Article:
Female forceMarrianne Burnham and Nicole Alleyne are hoping to chart a new course for women in business. (Basil Griffith)
By Sherie Holder-Olutayo | Mon, March 05, 2012 - 12:03 AM
AT 30, MARRIANNE BURNHAM is the youngest president of the Business and Professional Women of Barbados. But while she may be young, she has a vision for the organization in terms of expanding its membership base and empowering women.
Marrianne, who has now taken over from past president Nalita Gajadhar, first joined the group back in 2008 after her friend’s mother invited her to a meeting.
“There’s been a lack of support from women themselves when it comes to groups like this,” Marrianne said. “Time is part of it. You find more people our age having children and they’re single mothers as opposed to having a partner, so time is a problem. Then when it comes to volunteering there is a perception in our society that being a volunteer doesn’t say anything much. There’s a thought also that women’s groups are feminist groups, so there’s a stigma attached to it of being anti-men.”
The group, which has been around since 1967, has always championed the rights of women. But Marrianne and fellow member Nicole Alleyne are determined to increase the organization’s visibility and plan to use social media as a medium.
“When people start to understand the work that we’re doing, that’s when they’re moved to join the club,” Marrianne said. “When we first went to the Shelter Awards three years ago and heard the history of the shelter and saw the photos of women who had died as a result of domestic abuse, or heard the stories of women who had escaped abusive situations, we were moved. This is the stuff that moves people to get into the group.”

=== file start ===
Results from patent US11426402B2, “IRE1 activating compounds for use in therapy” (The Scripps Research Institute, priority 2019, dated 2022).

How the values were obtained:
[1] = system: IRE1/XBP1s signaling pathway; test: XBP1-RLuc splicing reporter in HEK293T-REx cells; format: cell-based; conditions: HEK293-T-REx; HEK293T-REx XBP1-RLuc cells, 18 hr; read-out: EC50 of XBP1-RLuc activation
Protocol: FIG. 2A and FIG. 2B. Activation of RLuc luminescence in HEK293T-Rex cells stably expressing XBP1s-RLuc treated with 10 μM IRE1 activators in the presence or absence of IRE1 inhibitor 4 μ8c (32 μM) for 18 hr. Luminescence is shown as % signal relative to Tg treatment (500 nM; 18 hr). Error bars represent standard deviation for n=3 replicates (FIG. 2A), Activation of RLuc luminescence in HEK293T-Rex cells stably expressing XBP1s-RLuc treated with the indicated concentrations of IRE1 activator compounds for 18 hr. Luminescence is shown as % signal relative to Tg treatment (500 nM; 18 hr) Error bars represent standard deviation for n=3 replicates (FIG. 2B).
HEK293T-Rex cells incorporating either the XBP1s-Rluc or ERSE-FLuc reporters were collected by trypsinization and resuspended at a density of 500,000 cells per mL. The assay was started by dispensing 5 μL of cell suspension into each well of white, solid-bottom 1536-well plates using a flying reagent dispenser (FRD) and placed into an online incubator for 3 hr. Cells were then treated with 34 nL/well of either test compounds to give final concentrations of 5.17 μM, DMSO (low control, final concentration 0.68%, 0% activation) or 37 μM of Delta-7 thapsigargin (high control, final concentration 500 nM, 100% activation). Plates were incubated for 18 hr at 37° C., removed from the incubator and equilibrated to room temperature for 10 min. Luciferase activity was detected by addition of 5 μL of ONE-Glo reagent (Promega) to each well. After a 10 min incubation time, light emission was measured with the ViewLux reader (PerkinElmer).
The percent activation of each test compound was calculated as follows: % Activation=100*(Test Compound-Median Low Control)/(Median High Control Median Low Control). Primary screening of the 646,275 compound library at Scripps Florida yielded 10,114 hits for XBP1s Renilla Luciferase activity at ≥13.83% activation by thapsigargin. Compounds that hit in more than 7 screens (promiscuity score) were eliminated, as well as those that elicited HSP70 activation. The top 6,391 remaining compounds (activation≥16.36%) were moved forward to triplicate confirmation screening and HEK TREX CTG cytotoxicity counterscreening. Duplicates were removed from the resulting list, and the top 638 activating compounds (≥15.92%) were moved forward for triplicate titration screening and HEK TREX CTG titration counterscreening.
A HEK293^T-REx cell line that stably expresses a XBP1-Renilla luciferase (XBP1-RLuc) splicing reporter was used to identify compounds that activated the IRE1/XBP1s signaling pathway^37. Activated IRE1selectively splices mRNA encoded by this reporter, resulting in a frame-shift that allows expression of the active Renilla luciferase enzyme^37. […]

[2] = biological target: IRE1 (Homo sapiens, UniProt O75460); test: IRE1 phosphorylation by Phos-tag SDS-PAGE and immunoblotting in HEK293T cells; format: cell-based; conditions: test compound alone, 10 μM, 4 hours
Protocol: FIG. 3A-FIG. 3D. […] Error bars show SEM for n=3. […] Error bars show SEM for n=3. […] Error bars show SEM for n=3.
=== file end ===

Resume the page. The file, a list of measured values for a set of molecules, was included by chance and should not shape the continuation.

Marrianne and Nicole are planning to bring the issue of domestic violence to the fore, but they also plan to celebrate the scores of female entrepreneurs that are out there.
“The other notion that we want to dispel is that this organization is only for professional women like doctors, lawyers and accountants,” said Nicole.
“We want people who braid hair or are fish vendors to understand that they are businesswomen,” said Marrianne. “They need to see themselves as that and work to organize themselves in the right way.”
According to Marrianne, the group also works with women as part of the pre-release programme at Her Majesty Prisons Dodds to help these women reintegrate into society.
Another area that is important to the organization is working with young women at the secondary school level to help change their perceptions of themselves and the world around them.
“The problem is that women see themselves as ordinary,” says Nicole. But we are givers of life, world-changers and women need to see the inner beauty of themselves.”
“My goal is to empower women at all levels,” says Marrianne. “I would like to see that I’ve left that legacy behind.”
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